Cretaceous Plant Life!

Travel back in time to the Age of the Dinosaur!

Welcome to the Cretaceous period, which existed between 65 and 144 million years ago!   More dinosaurs lived during this time than at any other.  The world was experiencing some of the hottest climates ever known and was home to a wider range of environments and species than had been seen before…

Flowering plants, known as angiosperms, began to bloom in the Cretaceous period – spreading from the warmer tropics where the conditions were perfect for them to flourish.  One common type of angiosperm were the palms which populated the forests in huge numbers, although another type you might recognise were water lilies, like those found in ponds today.

And with flowers, came many varieties of insects – from butterflies and beetles to flies and ants, and also early relatives of bees to pollinate the flowers.

Hmmm, that’s a cyclad and it’s telling you to keep off!  With more animals around, plants had to get clever too – some grew stiff spikes, others developed poisons or unpleasant tastes to put off herbivores eating them.

The herbivores in the Cretaceous period were some of the largest sauropods ever.  Sauropods had huge bodies, long tails and necks and small heads, and the Argentinosaurus is thought to be the largest that ever lived.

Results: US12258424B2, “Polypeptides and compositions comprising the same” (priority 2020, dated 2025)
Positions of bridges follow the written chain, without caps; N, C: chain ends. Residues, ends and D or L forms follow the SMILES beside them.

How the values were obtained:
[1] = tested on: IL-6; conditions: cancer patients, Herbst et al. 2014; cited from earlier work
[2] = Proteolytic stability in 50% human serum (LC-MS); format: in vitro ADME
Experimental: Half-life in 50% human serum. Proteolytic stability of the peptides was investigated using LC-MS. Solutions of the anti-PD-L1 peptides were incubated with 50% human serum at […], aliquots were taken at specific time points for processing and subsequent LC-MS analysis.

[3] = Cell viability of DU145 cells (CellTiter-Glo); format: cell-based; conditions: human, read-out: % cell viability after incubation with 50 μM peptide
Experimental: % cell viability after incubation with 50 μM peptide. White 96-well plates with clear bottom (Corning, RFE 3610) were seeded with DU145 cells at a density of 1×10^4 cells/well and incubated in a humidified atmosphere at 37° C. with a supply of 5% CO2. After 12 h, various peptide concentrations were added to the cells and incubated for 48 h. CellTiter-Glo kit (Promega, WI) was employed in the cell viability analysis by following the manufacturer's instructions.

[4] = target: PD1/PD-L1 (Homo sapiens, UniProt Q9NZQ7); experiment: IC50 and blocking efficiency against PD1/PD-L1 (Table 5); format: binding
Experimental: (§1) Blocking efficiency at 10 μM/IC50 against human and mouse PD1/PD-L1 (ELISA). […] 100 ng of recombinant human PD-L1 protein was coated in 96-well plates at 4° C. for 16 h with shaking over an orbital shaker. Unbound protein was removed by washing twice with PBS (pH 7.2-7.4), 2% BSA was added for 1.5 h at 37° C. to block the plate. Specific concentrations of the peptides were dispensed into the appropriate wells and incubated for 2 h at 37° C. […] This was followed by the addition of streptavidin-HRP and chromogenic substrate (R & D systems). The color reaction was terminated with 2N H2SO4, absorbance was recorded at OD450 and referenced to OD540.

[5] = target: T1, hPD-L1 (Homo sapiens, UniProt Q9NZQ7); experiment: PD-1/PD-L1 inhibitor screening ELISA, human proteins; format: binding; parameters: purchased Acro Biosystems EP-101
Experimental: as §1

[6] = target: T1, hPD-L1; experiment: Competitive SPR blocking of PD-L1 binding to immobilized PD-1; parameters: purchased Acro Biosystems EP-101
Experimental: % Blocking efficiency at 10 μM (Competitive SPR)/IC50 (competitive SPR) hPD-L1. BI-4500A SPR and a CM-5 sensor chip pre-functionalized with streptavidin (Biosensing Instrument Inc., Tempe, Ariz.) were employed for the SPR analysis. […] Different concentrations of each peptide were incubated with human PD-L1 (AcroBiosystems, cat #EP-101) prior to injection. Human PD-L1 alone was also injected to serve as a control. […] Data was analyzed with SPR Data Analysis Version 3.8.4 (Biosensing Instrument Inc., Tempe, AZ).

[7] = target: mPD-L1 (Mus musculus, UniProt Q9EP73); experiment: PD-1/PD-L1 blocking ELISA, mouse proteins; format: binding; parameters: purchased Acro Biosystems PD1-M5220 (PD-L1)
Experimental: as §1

Only a few fossils have been found but they show he was 30 metres long and weighed over 60 tonnes.  With his enormous neck, he could reach the tallest tree tops to strip huge amounts of vegetation he needed.

Herbivores like the Argentinosaurus roamed around forests like these amongst the conifers and palms. 

Even hotter parts of the world, like the area that’s now East Asia, were more like deserts.  Very hardy plants grew there and dinosaurs had to be tough to survive, either managing to eat the dry and spiky vegetation or by preying on other animals.  As a result, deserts were some of the most terrifying places of all…

Insects can help us learn about plant life but insects rarely become fossilised.  However, soft and sticky resin that oozes from tree bark can trap insects, preserving them incredibly well when fossilised into amber.

Amber found in Ethiopia in 2010 helped scientists put together a snapshot of the Cretaceous woodland and the different animals and plants that lived at that time.  Spiders, wasps and one of the oldest ants in the world were all trapped in perfect detail.

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